A couple weeks ago my family and I were discussing religion and spirituality. One of the conversation points was that if we all followed Jesus and ‘turned the other cheek’, there would eventually be world peace. At the moment it sounded like a sound suggestion, although we all agreed that it is not human nature to be able to do that consistently. The dilemma is what is one to do when innocent lives are at stake. Rapists, oppressive dictators, terrorists, thugs, cheats, and many others that disrupt the overall mental balance of a peaceful free society. Would turning the other cheek be the solution to regaining balance.
After all Mother Mary did watch her Son being crucified. Was that with total helplessness or was that because she wanted to turn the other cheek? Other than making of a new religion was peace ever established in that holy land. 2000 years later chaos prevails. The difference is 2000 years ago there was only 1 major religion dominating the land, now there are 3. Has that holy land ever experienced true peace?
In India’s Vedic tradition, the students in the *Gurukulam* were taught how to live life fully using parables and fables. One of the stories was about 4 very intelligent scholars and 1 ignoramus. The 4 scholars were very book wise and also knew how to take rebuild the bones of a dead animal back to life. On one of their many travels through the jungles they found bones of a lion. The 4 arrogant scholars decided to revive the animal. The ignoramus was petrified and warned them of the ramifications. However the 4 scholars did not heed to his warning and went on to build the animal. The ignoramus climbed up a tree and waited. As expected the 4 scholars did not live to see their talent. The Guru would conclude saying just book knowledge is not enough, common sense and intuitive thinking is of greater value in living life.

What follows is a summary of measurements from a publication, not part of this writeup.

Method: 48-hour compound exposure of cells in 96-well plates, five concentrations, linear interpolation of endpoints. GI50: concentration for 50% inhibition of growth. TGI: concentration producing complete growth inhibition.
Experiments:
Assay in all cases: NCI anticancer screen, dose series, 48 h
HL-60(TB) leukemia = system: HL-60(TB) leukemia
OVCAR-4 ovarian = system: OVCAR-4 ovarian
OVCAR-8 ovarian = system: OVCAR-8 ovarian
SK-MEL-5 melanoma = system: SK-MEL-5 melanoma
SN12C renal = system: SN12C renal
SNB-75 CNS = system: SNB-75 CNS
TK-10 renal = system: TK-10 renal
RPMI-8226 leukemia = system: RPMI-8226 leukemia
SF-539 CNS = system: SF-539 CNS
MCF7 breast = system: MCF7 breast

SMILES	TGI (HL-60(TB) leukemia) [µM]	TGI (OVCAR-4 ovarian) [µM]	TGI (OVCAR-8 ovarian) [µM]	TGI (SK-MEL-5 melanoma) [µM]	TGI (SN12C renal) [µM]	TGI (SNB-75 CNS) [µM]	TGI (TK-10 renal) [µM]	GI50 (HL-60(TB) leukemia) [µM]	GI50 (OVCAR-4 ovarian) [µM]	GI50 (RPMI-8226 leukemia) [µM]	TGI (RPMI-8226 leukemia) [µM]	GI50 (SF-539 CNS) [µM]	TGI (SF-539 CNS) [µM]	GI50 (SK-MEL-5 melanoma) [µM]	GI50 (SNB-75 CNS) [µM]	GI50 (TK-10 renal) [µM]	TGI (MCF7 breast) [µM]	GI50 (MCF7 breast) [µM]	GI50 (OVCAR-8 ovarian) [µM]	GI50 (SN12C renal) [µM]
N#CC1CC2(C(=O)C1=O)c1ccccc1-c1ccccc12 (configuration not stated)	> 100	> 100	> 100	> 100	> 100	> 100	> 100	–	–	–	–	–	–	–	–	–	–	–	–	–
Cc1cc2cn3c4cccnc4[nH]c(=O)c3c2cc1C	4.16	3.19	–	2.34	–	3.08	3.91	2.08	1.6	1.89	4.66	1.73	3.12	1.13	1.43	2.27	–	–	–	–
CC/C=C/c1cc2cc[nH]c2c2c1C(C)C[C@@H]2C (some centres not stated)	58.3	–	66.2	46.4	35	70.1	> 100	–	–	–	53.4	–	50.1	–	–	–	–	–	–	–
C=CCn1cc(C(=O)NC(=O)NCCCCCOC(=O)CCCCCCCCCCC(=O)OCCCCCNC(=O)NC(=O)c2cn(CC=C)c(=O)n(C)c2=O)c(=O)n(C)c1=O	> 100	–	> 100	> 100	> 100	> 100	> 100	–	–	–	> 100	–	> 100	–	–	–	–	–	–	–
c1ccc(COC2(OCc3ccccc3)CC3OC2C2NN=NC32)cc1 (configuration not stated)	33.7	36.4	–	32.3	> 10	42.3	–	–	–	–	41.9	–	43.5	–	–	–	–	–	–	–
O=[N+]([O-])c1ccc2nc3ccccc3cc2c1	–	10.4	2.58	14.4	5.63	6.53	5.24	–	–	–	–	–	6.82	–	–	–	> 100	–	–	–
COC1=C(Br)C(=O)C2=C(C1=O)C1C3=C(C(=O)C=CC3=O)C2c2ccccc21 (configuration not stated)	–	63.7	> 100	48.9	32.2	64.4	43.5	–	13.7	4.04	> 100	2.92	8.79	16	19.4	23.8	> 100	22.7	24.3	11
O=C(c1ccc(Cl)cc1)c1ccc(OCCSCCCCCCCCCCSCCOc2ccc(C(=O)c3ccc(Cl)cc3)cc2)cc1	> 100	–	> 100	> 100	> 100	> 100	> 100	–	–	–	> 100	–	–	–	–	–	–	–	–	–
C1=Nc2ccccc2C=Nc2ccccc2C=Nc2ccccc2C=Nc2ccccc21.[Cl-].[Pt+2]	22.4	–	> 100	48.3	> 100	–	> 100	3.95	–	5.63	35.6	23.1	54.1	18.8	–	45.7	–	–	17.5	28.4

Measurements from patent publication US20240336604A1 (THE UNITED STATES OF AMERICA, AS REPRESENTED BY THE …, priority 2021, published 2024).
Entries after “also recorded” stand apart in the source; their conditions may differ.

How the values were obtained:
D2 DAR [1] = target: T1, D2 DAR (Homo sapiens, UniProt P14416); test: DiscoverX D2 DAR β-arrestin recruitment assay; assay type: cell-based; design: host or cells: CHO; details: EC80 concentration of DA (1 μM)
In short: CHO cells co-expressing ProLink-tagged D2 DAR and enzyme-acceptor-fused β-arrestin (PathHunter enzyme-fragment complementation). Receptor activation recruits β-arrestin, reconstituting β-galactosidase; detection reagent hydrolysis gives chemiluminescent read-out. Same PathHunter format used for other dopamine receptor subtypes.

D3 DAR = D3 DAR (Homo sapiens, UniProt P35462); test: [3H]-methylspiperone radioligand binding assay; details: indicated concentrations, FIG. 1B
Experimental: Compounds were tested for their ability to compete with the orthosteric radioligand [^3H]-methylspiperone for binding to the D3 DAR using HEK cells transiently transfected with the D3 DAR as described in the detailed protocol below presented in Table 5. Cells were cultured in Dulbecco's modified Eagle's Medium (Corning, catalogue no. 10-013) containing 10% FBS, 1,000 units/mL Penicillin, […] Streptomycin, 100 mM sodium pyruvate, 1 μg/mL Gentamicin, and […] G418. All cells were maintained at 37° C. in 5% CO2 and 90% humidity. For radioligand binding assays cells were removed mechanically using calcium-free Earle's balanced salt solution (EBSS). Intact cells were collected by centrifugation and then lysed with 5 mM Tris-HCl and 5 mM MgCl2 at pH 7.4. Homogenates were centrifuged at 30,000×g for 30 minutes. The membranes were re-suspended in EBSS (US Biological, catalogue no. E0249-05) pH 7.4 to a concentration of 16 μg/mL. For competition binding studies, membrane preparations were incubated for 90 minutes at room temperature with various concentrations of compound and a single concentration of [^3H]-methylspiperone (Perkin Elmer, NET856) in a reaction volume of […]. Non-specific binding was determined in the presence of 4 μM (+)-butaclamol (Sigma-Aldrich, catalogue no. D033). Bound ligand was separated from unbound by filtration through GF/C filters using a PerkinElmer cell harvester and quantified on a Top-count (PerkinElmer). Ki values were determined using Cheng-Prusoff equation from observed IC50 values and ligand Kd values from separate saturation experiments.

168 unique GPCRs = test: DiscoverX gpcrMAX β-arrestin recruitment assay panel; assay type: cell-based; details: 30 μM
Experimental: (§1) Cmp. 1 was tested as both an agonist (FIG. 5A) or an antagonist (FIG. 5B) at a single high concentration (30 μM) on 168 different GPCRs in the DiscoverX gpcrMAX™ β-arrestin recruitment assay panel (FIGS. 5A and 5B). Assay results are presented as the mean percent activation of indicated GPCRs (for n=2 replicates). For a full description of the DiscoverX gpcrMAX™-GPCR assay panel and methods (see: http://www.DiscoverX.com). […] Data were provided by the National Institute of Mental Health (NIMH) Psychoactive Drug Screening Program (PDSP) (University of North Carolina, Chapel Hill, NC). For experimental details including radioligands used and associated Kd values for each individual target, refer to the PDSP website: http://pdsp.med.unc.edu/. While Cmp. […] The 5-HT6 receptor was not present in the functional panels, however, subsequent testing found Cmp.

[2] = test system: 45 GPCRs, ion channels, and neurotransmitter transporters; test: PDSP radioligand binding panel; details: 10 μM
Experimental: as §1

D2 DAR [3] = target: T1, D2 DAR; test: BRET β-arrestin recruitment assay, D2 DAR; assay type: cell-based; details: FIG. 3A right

The point of this fable is religion has many guidelines for moral, ethical, and peaceful living. However using the doctrines without the use of God granted common sense, and intuitive thinking are just useless and sometimes very dangerous.
As Tevye said in Fiddler on the Roof, An eye for an eye and a tooth for a tooth will leave the whole world toothless and blind. Could it be possible that Jesus advised his followers to turn the other cheek because at that time of his life there was a general mind set of- ‘eye for an eye’ and ‘tooth for a tooth’? Jesus also said, “Do unto others as you would have them to do unto you.” as well as, “Love thy neighbor”. Possibly turn the other cheek is most effective when the other 2 moral codes are in place.
In Ramayana- India’s great epic written by Sage Valmiki, King Rama turned the other cheek and agreed to give up his kingdom go into exile for 14 years when was the crown prince to honor his father’s promise to his step mother Queen Kaikai. During the exile, his wife Sita was kidnapped by King Ravana of Lanka. At that time he was determined to fight evil and rescue his wife. Again after he became the crowned king following the completion of his exile, he did send his wife Queen Sita into exile because one of his subjects of the land doubted her purity having been in Ravana’s possession for so many years before she was rescued. Here again he turned the other cheek to keep the peace of the land and avoid controversy.
in Mahabharata- India’s other epic written by Sage Vyasa, Krishna once left the battle field to avoid blood shed. He pardoned his cousin’s atrocities 100 times before he finally decided to kill him. He was the main player in the battle of Kurukshetra where he asked his faithful follower Arjuna to fight his very unjust and immoral cousins to preserve the morality and peace on the land at that time.